Over 90% of our bee species are solitary, and although these solitary species may often nest in dense populations, each nest is the work of a single female.
The offspring of those solitary bees, active in spring, complete their development in the late summer and over-winter as adults, emerging the following year. Offspring of the later-appearing species over-winter as full grown larvae and mature the following spring.
There is a selection of common solitary bees that can be found in Britain's gardens. These can be formed into two groups, the Mining Bees and the Cavity Nesting Bees.
Moths are just as affected by habitat loss as butterflies, with numbers dropping by a third since 1968. Some moths, like the Reddish Buff and Barberry Carpet are highly threatened. Other species, like the Bordered Gothic may now be extinct in the UK.
Moths are an essential part of the food chain for birds, bats and mammals. Blue Tit chicks alone feed on an estimated 35 billion caterpillars a year in Britain. The sharp drop in our garden bird populations may be directly related to the drop in moth numbers.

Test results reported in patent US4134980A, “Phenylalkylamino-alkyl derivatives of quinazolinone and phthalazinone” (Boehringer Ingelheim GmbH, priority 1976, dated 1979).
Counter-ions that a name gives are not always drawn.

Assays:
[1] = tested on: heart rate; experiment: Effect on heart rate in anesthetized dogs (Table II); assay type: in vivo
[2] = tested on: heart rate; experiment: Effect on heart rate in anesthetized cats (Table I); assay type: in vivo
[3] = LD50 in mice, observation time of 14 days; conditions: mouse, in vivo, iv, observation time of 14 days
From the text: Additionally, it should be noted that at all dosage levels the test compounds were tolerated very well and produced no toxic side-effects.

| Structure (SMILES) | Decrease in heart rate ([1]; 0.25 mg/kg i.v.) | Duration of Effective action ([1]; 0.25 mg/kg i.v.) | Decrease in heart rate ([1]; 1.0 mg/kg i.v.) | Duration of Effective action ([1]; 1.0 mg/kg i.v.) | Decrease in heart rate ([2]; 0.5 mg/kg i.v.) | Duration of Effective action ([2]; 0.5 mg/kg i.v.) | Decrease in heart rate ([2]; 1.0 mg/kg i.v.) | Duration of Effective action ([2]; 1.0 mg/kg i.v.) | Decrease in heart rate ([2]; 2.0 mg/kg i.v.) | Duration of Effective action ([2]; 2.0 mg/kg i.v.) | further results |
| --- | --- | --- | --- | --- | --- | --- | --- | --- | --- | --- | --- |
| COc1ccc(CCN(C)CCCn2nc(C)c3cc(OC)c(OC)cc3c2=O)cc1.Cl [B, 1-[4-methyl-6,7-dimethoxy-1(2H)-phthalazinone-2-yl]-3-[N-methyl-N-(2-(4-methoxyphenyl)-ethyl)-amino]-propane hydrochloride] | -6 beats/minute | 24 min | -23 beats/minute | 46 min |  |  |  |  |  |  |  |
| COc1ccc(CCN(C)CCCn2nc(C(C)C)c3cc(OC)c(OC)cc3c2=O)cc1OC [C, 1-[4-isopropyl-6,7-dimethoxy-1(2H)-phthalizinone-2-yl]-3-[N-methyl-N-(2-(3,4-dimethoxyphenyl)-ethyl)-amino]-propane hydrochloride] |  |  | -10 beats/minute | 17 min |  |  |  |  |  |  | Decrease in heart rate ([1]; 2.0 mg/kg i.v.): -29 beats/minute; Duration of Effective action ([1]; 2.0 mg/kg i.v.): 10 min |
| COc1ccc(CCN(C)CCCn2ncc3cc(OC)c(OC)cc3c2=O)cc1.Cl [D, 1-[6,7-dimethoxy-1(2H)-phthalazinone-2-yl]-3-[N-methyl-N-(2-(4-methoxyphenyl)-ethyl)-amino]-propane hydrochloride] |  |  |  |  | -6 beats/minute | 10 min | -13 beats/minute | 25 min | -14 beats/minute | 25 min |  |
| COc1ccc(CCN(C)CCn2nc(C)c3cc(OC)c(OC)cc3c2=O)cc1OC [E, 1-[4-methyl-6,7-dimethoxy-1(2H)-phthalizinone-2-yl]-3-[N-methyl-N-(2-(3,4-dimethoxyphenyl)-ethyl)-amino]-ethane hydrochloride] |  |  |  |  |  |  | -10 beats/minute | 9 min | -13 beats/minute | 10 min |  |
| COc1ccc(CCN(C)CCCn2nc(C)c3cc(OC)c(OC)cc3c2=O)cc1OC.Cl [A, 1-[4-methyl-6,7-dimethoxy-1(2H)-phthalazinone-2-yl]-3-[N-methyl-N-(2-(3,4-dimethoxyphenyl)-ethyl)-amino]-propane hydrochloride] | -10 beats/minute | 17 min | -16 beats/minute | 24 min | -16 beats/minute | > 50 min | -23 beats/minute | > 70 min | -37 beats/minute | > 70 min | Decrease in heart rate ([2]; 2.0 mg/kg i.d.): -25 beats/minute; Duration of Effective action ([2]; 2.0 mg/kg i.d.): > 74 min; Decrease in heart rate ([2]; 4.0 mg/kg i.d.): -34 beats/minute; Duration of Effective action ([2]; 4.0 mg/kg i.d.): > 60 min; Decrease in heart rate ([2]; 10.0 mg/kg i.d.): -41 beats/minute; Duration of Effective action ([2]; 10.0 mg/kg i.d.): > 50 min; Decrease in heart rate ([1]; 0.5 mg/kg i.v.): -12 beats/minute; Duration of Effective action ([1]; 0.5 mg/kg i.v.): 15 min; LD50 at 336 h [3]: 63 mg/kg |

Studying moths was a fashionable hobby as far back as the early 1700s. Many of the species more fanciful names, like Peach Blossom and Puss Moth, were coined at this time.
• One ladybird may eat over 4000 aphids in a lifetime.
• Ladybirds lay eggs on plants, usually near aphids or similar infestations. Baby ladybirds are called larvae – they hatch from eggs after 3-4 days.
• Larvae turn into adult ladybirds after about 3 weeks.
• Ladybird habitats provide refuge all year round.
• Ladybirds secrete reflex blood (foul tasting yellow fluid) to deter predators.
• The harlequin ladybird from Asia out-competes our native species for food, as well as preying on larvae and is thus considered a serious threat.